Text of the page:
LabCFTC Publishes Smart Contract Primer
11/29/2018LabCFTC, the Commodity Futures Trading Commission’s (CFTC’s) FinTech initiative, earlier this week published a primer on smart contracts. The primer defines smart contracts and explains some of their key attributes, discusses the CFTC’s role in regulating smart contracts, outlines some potential benefits and use cases and warns market participants of potential associated risks.
The primer explains that a smart contract is a set of coded functions that may incorporate elements of a binding contract. A smart contract also directs self-executing computer code to take action at specified times or at the occurrence or non-occurrence of an action or event. Smart contract storage and execution can also take place on a blockchain-based distributed ledger that deploys evidence of the smart contract to nodes on the network.
The CFTC, echoing some of the themes from CFTC Commissioner Brian Quintenz’s recent speech on smart contracts, warns that depending on the structure, operation and relevant facts and circumstances, a smart contract could represent a product that is subject to CFTC jurisdiction. Therefore, market participants using such smart contracts, including smart contracts deployed on a decentralized blockchain, would be required to comply with appropriate CFTC regulations, along with other relevant regulatory frameworks.
Additionally, the primer outlines some of the potential benefits of smart contracts, including standardization, security, economy and speed, certainty and business and regulatory innovation. The document also provides some example uses cases for smart contracts, including self-executing insurance policies, transportation rentals and credit default swaps. Other potential use cases highlighted in the primer include streamlining post-trade processes and margin calls for derivative contracts, automated dividends and stock splits, trade clearing and settlement, supply chain and data reporting.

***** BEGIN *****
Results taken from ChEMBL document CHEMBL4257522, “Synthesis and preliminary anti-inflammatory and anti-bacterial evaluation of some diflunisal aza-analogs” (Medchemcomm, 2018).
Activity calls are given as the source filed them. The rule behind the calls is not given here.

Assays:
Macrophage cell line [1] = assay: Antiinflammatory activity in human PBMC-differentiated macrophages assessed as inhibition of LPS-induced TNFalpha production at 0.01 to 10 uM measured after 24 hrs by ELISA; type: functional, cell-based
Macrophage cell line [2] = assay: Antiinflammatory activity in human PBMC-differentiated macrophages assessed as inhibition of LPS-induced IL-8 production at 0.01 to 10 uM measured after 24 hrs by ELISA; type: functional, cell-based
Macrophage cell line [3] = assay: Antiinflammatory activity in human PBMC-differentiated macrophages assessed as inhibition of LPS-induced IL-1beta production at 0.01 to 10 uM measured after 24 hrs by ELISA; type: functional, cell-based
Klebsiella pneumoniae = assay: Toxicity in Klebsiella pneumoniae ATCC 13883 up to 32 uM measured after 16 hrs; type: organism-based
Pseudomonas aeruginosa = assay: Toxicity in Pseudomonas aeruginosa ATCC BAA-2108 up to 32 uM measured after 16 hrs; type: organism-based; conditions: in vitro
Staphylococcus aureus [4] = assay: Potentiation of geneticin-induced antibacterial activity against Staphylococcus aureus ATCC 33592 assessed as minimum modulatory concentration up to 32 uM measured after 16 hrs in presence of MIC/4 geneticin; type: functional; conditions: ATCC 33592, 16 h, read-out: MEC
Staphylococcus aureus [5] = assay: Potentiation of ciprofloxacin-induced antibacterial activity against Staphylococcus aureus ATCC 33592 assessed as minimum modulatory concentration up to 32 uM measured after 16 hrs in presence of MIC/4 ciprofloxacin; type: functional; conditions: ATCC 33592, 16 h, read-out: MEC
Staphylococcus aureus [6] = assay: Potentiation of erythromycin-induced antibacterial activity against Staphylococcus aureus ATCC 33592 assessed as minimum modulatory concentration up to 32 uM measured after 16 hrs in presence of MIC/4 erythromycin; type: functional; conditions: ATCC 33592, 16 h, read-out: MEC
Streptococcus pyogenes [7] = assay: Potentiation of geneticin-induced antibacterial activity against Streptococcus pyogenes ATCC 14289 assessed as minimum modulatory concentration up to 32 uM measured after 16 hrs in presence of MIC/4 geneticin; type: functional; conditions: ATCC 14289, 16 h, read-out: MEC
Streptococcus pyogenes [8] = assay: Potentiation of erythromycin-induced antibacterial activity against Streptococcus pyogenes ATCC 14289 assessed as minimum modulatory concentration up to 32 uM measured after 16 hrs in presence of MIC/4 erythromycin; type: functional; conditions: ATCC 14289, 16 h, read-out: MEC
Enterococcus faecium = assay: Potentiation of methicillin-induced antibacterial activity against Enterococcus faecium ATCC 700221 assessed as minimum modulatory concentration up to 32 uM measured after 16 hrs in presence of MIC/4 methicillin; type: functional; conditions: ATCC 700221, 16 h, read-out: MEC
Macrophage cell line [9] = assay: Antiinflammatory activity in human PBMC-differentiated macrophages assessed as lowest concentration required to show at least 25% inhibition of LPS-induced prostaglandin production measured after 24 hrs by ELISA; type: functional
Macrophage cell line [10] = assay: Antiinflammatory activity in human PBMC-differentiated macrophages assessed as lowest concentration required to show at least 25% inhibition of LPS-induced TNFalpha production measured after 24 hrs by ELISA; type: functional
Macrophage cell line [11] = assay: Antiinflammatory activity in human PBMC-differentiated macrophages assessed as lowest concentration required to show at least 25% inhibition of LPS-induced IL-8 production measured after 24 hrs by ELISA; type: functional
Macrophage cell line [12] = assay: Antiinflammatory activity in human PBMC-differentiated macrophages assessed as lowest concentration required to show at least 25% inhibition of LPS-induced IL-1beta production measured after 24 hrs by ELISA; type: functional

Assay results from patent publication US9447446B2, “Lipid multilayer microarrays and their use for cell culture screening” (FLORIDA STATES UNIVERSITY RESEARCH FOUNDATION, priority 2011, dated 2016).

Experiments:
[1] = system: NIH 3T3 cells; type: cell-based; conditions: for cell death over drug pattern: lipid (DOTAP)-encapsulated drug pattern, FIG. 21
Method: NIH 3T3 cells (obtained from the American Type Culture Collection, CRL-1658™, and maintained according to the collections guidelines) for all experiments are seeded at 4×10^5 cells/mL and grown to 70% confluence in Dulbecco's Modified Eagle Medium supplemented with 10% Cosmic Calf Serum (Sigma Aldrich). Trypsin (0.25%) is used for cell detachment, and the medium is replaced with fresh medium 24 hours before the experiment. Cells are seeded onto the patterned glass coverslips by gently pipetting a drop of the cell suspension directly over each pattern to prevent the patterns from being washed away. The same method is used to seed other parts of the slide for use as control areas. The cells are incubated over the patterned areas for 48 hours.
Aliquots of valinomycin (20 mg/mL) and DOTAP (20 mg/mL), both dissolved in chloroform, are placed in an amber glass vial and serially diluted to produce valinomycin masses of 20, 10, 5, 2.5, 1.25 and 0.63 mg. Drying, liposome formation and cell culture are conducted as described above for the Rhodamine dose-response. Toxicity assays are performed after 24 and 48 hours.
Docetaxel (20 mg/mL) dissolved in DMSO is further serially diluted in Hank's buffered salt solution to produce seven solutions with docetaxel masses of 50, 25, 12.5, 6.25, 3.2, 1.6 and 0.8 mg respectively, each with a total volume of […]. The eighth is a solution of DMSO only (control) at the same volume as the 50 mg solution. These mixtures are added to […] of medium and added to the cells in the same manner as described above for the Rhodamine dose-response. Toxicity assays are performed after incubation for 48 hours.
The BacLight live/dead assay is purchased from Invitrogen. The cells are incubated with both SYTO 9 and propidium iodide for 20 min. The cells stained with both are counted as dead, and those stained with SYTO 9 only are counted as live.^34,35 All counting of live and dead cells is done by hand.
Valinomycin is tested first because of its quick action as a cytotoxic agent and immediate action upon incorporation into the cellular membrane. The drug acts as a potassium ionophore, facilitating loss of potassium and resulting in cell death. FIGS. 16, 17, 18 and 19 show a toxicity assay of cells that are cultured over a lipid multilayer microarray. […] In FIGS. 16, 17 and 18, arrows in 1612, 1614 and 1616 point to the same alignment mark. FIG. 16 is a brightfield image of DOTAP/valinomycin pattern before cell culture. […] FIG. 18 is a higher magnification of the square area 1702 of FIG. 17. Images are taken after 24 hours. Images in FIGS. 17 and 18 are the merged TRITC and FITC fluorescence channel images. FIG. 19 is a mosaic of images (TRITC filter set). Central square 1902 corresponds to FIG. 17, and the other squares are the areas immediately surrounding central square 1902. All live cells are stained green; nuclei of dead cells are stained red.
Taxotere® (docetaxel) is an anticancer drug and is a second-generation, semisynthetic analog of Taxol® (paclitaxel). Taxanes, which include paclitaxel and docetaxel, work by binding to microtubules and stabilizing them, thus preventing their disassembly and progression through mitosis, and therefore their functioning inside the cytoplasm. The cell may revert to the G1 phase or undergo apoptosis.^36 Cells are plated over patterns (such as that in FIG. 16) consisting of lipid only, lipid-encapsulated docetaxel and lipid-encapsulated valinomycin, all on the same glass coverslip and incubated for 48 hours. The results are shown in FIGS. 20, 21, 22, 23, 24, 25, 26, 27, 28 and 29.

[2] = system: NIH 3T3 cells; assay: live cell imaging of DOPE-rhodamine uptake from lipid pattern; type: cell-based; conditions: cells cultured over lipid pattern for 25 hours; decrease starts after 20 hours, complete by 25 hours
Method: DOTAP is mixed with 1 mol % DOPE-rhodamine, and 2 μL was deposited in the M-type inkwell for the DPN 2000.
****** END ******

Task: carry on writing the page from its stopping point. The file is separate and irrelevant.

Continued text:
However, the primer warns of some potential drawbacks associated with smart contracts, including their potential to circumvent regulation, limit transparency, impair market integrity, pose cybersecurity and operational risk and be subject to fraud and manipulation.
There are a number of smart contract projects currently being developed by innovators and industry bodies (e.g. the International Derivatives and Swaps Association’s Common Domain Model). The primer represents LabCFTC’s efforts to stay in step with market innovations and engage with innovators and market participants on regulation and best practices associated with novel technologies. Going forward, we will continue to follow any additional publications and statements by the CFTC and other regulators in respect of smart contracts and smart contract regulation.